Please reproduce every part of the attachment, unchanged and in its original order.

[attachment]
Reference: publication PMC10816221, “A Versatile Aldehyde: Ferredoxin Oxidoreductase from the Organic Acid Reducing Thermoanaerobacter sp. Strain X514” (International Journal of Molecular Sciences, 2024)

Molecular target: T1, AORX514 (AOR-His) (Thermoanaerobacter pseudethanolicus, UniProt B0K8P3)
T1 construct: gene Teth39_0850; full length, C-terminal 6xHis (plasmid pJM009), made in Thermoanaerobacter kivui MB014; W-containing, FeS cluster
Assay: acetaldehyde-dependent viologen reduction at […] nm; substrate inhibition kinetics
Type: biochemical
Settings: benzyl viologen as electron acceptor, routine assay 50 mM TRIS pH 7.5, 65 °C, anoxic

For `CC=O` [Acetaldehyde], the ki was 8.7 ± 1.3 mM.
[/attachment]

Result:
Reference: publication PMC10816221, “A Versatile Aldehyde: Ferredoxin Oxidoreductase from the Organic Acid Reducing Thermoanaerobacter sp. Strain X514” (International Journal of Molecular Sciences, 2024)

Molecular target: T1, AORX514 (AOR-His) (Thermoanaerobacter pseudethanolicus, UniProt B0K8P3)
T1 construct: gene Teth39_0850; full length, C-terminal 6xHis (plasmid pJM009), made in Thermoanaerobacter kivui MB014; W-containing, FeS cluster
Assay: acetaldehyde-dependent viologen reduction at […] nm; substrate inhibition kinetics
Type: biochemical
Settings: benzyl viologen as electron acceptor, routine assay 50 mM TRIS pH 7.5, 65 °C, anoxic

For `CC=O` [Acetaldehyde], the ki was 8.7 ± 1.3 mM.